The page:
WARSAW (Reuters) - Poland’s ruling conservatives plan to reinstate a prescription requirement for “morning after” emergency contraceptive pills, a move critics say reflects Catholic Church pressure and may lead to unwanted pregnancies.
Since sweeping to power last October, the right-wing Law and Justice party (PiS) has taken steps to redesign Poland’s young democracy to reflect the country’s traditional Catholic values and more independence from Brussels.
The party has already said it will end state funding for in-vitro fertilization (IVF), saying it is too expensive. The powerful Polish Catholic Church strongly opposes IVF, as well as morning after pills.
There is now just one morning after pill available in Poland without a prescription to women 15 and over. It became available over the counter early last year, following a decision of the European Commission to authorize its prescription-free sale.
The Polish health ministry wants to reinstate the prescription requirement about the next three months.
“This steps seems justified out of concern for women’s well-being, especially that of the youngest women,” spokeswoman Milena Kruszewska said.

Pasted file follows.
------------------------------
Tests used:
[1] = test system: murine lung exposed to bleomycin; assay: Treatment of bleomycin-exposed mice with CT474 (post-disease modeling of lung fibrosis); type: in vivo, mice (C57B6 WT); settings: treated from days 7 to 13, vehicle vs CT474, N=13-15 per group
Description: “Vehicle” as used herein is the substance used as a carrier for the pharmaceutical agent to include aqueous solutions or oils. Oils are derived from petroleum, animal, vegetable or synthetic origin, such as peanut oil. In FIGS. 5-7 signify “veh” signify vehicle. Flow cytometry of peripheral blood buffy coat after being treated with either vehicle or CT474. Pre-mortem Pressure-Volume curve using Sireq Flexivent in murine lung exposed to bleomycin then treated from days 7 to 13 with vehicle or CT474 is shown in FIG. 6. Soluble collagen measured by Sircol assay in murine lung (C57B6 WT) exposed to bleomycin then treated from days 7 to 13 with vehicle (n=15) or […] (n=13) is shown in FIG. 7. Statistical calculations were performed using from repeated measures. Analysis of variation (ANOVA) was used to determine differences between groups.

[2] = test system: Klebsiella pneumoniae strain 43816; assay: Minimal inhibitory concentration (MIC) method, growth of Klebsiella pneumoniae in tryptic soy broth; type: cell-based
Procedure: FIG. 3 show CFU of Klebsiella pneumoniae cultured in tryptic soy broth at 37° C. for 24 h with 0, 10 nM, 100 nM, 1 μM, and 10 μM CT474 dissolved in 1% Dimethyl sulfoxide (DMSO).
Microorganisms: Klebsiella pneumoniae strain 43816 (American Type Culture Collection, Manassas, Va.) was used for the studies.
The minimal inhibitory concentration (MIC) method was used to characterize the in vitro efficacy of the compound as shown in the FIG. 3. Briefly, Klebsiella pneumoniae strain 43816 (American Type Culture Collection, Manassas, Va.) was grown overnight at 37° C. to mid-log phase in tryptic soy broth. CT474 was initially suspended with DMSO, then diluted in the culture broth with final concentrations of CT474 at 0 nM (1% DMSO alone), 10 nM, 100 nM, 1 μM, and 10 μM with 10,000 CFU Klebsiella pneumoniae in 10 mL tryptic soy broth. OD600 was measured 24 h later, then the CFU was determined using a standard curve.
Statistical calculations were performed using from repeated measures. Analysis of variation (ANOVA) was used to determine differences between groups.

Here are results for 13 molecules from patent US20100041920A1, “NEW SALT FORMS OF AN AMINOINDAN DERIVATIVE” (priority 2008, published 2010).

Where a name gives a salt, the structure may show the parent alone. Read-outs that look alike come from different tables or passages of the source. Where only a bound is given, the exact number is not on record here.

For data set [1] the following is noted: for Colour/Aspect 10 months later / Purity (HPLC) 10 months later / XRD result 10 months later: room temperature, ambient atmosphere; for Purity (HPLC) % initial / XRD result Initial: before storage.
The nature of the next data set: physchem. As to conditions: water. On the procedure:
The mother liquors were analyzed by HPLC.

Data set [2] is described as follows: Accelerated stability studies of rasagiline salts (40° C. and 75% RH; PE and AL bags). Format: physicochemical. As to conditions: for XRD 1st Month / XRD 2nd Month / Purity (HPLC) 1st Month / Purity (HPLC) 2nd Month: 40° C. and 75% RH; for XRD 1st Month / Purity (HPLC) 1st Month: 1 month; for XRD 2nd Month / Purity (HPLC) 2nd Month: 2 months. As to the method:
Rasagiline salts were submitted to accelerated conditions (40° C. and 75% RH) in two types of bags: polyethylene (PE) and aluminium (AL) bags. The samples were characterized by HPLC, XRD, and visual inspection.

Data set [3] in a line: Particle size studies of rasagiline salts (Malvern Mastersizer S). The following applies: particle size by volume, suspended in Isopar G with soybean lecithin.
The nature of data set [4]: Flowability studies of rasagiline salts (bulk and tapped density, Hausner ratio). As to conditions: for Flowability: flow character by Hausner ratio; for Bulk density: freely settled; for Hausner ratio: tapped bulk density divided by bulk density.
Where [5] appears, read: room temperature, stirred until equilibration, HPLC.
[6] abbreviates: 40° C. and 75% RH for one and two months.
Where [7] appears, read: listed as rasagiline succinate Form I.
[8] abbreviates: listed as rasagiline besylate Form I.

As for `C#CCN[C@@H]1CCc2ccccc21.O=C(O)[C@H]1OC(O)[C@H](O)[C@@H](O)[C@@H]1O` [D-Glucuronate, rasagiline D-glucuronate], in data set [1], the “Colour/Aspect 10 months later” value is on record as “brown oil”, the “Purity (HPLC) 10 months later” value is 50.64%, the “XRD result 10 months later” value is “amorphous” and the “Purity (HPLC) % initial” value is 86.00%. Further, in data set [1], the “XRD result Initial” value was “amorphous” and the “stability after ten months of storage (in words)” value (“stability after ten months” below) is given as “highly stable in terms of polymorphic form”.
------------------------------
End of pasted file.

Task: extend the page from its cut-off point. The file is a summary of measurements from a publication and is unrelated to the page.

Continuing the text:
Critics of the plan to ban prescription-free morning after pills say it will make it more expensive and more difficult for women to obtain them, especially in smaller towns.
“This is a politically and ideologically motivated decision not based on the concern for women’ heath and safety,” said Natalia Broniarczyk, spokeswoman for the Federation for Women and Family Planning.
“In all countries that curb access to contraception and legal and safe abortion, the black market grows,” Broniarczyk said.
Morning after pills, which are most effective when taken in the first few hours following unprotected sex or after the failure of other contraception measures, are available without a prescription in most EU countries.
The availability of the pills reflects recommendations from the European Medicines Agency which has said they can be used safely and effectively without medical prescription and that removing the prescription requirement would speed up women’s access to the medicine.
However, the Polish Roman Catholic Church considers using a morning after pill a serious sin.
Jaroslaw Kaczynski, the leader of PiS who analysts say exerts large influence over government policies, said last year there are no other moral guideposts in Poland apart from the teachings of the Catholic church.
Polish Deputy Prime Minister Jaroslaw Gowin said last year that using morning after pills amounts to “express abortion”.
Poland remains one of Europe’s most Catholic nations, with about 90 percent of citizens declaring allegiance to the church. Yet the clergy’s sway over the hearts and souls of regular churchgoers had been waning and church attendance falling.
Reporting by Marcin Goettig; Editing by Tom Heneghan
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